U.N. members still divided on key issues in final document for U.N. summit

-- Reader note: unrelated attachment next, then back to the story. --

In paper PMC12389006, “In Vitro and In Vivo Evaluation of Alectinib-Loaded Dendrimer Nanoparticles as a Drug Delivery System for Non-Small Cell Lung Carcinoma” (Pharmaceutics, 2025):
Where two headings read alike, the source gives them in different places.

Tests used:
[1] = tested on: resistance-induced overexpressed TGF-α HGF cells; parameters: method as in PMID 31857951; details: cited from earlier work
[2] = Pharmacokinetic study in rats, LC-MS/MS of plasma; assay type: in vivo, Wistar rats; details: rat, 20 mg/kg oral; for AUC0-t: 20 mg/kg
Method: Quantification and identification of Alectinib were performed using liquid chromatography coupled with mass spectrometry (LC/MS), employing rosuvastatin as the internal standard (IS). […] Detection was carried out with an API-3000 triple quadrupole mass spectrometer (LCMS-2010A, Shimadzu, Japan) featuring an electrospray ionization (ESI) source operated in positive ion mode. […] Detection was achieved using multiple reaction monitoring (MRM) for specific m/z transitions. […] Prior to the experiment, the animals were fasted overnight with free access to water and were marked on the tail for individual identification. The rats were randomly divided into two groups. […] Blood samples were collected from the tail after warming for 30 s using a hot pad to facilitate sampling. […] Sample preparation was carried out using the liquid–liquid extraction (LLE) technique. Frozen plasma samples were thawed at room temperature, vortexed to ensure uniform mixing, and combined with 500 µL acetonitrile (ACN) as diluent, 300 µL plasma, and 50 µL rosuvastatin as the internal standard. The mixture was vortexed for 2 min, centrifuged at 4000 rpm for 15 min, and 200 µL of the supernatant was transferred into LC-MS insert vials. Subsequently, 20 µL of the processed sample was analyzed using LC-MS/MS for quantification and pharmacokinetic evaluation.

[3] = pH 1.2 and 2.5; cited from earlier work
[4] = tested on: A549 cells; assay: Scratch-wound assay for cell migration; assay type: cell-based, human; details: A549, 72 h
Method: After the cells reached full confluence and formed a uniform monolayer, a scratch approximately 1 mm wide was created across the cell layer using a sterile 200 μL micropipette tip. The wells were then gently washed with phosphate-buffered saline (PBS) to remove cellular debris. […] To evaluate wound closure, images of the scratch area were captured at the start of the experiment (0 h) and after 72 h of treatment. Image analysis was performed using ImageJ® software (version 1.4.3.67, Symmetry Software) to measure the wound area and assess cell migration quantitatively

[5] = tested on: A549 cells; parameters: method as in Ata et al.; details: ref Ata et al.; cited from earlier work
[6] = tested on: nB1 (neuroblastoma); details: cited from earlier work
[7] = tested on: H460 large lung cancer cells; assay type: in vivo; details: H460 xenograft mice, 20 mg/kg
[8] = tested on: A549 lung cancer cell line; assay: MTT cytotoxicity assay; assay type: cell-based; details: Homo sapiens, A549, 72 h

UNITED NATIONS – With next week’s U.N. summit looming, Secretary-General Kofi Annan warned the world’s nations Monday that they have just a few days to salvage “a once in a generation opportunity” to fight poverty and overhaul the United Nations.He said in a British Broadcasting Corp. interview it was “unfortunate” that the United States waited until just last month to propose hundreds of amendments to a final document for world leaders to consider adopting. Annan said it opened “the floodgates” to other amendments and changed the dyanmics of the negotiations.U.S. Ambassador John Bolton has said Washington had been making similar proposals since June to General Assembly President Jean Ping, who has been overseeing the document’s preparation.Ping was putting together a new draft with changes agreed upon over a week of negotiations and the outstanding issues – many of them key – ahead of the Sept. 14-16 summit, expected to draw 175 world leaders.Annan told the BBC that he will be able to judge by late Wednesday if there is a risk of failure.”I think we have a couple of days in which to salvage this process. But to do that, it requires a maturity and leadership and appreciation of what we are trying to do,” he said. “I think this is a once in a generation opportunity that we have to do this.”Among the issues: a Human Rights Council with more authority to replace the discredited Human Rights Commission; a Peacebuilding Commission to help nations emerging from conflict; new responsibility for governments to protect civilians facing genocide and war crimes; disarmament and nonproliferation; overhauling U.N. management; and steps to fight poverty.Developing countries – who comprise the majority of member states – say their top priority is action to improve the lives of their citizens and meet U.N.-sponsored goals that include cutting extreme poverty by half, ensuring universal primary education, and stemming the AIDS pandemic, all by 2015.In the upcoming final negotiations, Pakistan’s U.N. Ambassador Munir Akram said “what happens in the development section … will influence positions on other parts of the document.”The United States has been widely criticized for seeking to eliminate references to the goals.The proposed U.S. changes would also delete a call for rich nations to spend 0.7 percent of GNP on development aid. President Bush has almost doubled international assistance, but the United States still spent just 0.16 percent of GNP on development aid in 2004, according to a recent U.N. report.The United States and an overwhelming majority of countries support a new Human Rights Council, although human rights organizations say about 15 countries – led by Cuba – were blocking changes.Of all the issues, there is probably the greatest support for a new commission to take over after U.N. peacekeepers leave a conflict area.Egypt’s U.N. Ambassador Maged Abdelaziz said there is also broad support for a comprehensive convention against terrorism.Vail, Colorado
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